In India we were responsible for teaching various classes (sometimes without textbooks) at the orphanage. School was Monday to Saturday. Every night we led church services with the kids. On Sundays and some evening we travelled to small towns to preach.
I loved it! It was hard- very hard, but amazing. The first month was very difficult and nearly oppressive. Early one morning I felt the heaviness breaking and rolling away. I found out that at that very time a NB camp friend had rallied a prayer meeting for us.
Our North American church travelling elders visited and set up a camp on the school grounds. The men had brought their wives for perhaps the first time and some young guys who had travelled with them before. Us girls had always begged to be allowed to go travelling with them but they only ever took guys. They said it was for modesty reasons.
“Women are beautiful behind a veil” one of the Travelling Ministries wives said to me.
“Only the elders can pray for someone to receive the Holy Spirit. Laying hands on someone is dangerous.”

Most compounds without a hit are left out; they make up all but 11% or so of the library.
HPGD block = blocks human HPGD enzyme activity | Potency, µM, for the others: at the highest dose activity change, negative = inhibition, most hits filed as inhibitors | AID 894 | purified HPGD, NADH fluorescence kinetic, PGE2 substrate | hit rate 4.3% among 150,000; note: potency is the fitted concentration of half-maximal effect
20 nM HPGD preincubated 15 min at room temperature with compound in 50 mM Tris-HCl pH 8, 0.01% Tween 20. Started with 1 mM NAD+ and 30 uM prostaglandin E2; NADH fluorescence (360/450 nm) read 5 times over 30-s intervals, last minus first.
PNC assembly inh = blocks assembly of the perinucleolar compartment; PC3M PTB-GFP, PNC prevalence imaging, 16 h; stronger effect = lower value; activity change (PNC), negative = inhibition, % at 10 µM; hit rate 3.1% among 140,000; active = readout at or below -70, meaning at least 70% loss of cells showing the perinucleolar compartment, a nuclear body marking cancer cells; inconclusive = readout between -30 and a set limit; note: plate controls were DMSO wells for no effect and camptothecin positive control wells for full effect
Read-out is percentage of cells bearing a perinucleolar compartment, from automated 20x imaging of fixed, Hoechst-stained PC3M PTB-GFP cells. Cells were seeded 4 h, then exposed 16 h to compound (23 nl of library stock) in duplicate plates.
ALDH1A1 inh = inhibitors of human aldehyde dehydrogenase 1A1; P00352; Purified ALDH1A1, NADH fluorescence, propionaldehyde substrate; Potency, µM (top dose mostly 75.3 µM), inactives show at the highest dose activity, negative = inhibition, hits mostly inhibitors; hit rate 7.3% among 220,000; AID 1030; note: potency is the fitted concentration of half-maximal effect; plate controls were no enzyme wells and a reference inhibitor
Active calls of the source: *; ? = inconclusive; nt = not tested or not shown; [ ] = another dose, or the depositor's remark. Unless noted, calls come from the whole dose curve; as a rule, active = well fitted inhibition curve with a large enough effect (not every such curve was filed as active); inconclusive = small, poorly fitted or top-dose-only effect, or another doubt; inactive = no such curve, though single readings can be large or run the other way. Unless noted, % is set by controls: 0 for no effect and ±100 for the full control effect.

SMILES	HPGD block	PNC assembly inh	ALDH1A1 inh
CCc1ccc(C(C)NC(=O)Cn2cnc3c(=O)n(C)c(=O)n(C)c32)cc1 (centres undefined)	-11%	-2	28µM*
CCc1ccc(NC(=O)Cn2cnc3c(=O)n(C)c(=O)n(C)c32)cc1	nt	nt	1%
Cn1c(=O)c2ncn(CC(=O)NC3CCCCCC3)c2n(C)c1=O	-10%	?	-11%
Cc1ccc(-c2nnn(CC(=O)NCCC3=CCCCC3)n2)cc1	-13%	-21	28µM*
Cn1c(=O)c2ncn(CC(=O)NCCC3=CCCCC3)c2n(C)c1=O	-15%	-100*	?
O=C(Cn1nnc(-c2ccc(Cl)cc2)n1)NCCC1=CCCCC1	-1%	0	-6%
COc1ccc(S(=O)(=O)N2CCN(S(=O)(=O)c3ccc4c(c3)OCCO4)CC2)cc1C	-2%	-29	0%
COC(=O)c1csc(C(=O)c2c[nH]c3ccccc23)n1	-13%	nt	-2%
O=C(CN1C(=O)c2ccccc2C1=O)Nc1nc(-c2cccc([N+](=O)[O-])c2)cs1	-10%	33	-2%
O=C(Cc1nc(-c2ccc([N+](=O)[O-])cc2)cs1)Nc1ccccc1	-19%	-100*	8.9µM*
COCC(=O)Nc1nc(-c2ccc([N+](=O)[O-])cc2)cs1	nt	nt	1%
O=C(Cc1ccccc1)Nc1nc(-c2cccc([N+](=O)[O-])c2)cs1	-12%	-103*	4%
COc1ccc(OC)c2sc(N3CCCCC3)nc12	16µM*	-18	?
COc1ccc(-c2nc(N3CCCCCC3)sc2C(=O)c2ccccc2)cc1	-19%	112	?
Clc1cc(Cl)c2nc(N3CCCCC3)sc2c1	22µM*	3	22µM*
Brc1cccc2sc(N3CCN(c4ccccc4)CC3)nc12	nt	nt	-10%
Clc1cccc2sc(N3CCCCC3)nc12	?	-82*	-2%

The young men who came with them had been putting their hands on people so they could receive the Holy Spirit. One was a deacon but the other wasn’t. They were both encouraged to do so. Why the double standard?
I had gotten used to leading a service every night. Leading music, storytime, bible teaching, prayer and discipline for 104 children. Sometimes with two of us. Often alone as my friend had gotten really sick.
On my way back to Canada I stopped for a month in Taiwan. I met an Alliance pastor and had the opportunity to travel and visit different churches and outreaches. I often spoke to various groups and felt so alive.
(I returned home I found that some people had heard that I’d been in a prison. True, but it was to take part in a bible study. My friends had decided that I must have been evangelizing and been put in jail! Of course, some of them also believed the rumour that I was pregnant and engaged to a Buddhist monk. sigh- blind belief.)
When I got back to Canada I missed the freedom I had enjoyed overseas. At church camps boys as young as 12 were encouraged to practice leading services, but not girls. I now knew I was capable of teaching and leading, but now had less opportunity to do so. And even more guilt for wanting to.